Never in your wildest dream would you imagine that one day one would be sitting and grieving for some vanishing graves. It sounds bizarre. But it is true. Few days back there was a disturbing news in Times of India about the demolition of graves of some Bollywood legends. Graves of eternal Madhubala, immortal Mohammed Rafi, legendary Sahir Ludhianvi and inimitable Talat Mahmood were demolished in Juhu Muslim Cemetery to make way for new graves. As the news spread, fans and connoisseurs were saddened and a pall of gloom spread everywhere in the art world. Some were silent, while few were vociferous and condemned the vandalism. Managing body of the cemetery says that this was inevitable and an absolute necessity because of paucity of land for new graves. Some puritans added that in Islam cemented and permanent graves are forbidden, so there is no harm in the turning over the graves.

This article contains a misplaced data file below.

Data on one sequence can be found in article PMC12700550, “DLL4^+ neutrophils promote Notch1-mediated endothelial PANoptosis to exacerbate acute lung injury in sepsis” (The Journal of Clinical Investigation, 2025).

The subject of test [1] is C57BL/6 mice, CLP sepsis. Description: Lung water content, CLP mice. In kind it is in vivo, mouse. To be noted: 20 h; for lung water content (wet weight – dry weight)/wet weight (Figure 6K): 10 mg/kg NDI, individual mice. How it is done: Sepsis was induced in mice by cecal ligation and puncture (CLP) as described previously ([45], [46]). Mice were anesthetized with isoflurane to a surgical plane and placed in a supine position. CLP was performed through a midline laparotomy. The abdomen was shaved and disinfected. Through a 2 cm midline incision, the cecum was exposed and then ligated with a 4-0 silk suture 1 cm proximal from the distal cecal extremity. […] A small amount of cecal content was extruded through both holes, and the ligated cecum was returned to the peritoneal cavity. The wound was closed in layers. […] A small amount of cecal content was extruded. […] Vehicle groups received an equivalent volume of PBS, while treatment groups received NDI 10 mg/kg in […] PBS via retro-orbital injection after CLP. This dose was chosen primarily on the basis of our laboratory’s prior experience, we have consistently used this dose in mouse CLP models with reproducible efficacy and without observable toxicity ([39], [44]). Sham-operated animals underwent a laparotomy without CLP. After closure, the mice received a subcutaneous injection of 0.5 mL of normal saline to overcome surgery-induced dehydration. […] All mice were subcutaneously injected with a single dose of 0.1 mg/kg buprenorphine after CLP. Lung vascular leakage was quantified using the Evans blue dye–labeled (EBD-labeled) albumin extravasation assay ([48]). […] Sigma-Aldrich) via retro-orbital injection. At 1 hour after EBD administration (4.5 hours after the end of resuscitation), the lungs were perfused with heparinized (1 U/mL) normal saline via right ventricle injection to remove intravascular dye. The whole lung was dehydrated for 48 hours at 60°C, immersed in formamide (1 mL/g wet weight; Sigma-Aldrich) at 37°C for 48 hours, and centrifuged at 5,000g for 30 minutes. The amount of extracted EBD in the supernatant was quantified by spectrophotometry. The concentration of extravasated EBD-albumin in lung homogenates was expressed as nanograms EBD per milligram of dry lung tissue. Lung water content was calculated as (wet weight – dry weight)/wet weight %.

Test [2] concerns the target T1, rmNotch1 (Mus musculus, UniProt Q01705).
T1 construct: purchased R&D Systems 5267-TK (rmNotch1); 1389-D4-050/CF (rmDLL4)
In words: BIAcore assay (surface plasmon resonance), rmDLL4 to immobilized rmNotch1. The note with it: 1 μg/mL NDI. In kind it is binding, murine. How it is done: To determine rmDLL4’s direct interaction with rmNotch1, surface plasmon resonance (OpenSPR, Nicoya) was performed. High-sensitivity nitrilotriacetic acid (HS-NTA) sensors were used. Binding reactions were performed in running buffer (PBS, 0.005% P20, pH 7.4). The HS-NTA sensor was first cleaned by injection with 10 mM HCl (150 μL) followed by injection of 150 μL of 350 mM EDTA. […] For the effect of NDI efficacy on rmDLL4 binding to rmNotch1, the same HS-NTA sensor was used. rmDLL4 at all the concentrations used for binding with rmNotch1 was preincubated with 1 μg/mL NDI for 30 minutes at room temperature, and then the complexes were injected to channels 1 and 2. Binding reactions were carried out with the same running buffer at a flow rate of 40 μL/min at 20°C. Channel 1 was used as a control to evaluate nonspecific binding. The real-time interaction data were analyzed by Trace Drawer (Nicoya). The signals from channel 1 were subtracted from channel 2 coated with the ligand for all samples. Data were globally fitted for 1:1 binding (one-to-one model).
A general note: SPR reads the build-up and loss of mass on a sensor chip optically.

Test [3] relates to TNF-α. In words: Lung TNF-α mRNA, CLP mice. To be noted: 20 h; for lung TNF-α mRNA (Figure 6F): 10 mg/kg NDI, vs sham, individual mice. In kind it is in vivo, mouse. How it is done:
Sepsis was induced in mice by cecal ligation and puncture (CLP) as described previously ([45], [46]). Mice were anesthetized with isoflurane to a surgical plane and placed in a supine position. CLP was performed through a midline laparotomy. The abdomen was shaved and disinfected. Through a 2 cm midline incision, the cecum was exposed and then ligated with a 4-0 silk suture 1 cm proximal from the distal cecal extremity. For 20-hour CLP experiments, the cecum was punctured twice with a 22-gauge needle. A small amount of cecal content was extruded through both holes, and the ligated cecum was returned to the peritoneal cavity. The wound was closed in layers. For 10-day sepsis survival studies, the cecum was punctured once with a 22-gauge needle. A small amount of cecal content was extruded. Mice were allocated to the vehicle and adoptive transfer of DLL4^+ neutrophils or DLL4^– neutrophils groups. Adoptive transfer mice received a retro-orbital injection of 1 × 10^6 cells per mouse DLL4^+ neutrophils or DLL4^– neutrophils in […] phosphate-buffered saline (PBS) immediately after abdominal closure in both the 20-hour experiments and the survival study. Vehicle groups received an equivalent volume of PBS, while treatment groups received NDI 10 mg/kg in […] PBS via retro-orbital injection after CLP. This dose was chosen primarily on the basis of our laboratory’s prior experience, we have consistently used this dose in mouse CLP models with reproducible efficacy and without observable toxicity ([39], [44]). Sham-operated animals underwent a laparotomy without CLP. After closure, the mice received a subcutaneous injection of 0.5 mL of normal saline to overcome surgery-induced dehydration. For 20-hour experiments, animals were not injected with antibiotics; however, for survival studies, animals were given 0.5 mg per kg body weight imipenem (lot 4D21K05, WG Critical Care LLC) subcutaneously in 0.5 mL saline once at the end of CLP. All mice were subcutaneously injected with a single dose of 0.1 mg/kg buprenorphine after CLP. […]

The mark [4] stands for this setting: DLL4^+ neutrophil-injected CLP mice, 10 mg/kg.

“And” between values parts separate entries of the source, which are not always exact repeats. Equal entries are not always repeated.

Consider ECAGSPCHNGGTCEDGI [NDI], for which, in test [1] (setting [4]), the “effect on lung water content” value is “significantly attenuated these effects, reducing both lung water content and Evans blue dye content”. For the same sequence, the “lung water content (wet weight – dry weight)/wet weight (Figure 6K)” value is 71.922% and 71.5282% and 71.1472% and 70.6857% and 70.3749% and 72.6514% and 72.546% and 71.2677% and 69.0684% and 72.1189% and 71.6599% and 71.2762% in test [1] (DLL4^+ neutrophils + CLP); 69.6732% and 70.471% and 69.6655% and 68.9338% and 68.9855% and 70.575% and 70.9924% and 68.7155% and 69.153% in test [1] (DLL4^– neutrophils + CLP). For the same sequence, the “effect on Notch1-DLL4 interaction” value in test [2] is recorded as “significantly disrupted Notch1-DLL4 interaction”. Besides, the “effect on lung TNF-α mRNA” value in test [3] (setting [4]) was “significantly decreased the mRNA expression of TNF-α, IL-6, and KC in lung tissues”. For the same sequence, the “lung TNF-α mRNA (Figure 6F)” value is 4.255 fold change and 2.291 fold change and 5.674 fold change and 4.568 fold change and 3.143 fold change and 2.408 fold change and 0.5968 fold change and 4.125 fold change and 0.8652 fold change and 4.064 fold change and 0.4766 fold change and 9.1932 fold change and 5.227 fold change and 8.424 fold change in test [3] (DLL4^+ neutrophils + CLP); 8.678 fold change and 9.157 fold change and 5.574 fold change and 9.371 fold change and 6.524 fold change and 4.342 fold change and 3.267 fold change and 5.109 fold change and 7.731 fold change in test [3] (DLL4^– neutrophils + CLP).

Logic seems infallible. True, as per the tenets of Islam, cemented graves are against the basic teachings of Islam. And after 30 years you can demolish existing graves and reuse the land. Scarcity of land is definitely a problem in Mumbai but emotionally I was heartbroken when I read the news. And once again heart refuses to accept the logic. Taj Mahal is the most glaring example of a permanent grave. In India so many mausoleums of saints, faqirs and sufis were built by devotees and general public flock to them for darshan and to offer prayers. Mausoleum at Ajmer is famous worldwide and is a fine example of such permanent graves. Of course in India, this is Hindu influence on Islam but it is a reality. So I wish and hope that the trustees could have made an exception to these graves also.
I am not saying this to contradict the religious tenets of Islam. I shall be the last Hindu to do this. I am just making an emotional plea and giving vent to my feelings. An exception could have been made and the trustees could have found a way. Madhubala, Mohammed Rafi, Talat Mahmood and Sahir Ludhianvi are jewels of our country and they certainly deserve better.
Their graves are gone and now there is no trace of their existence. One more familiar thing of my life has been pushed on the sunset boulevard. It’s sad, very sad !
Filed under: Sunset Boulevards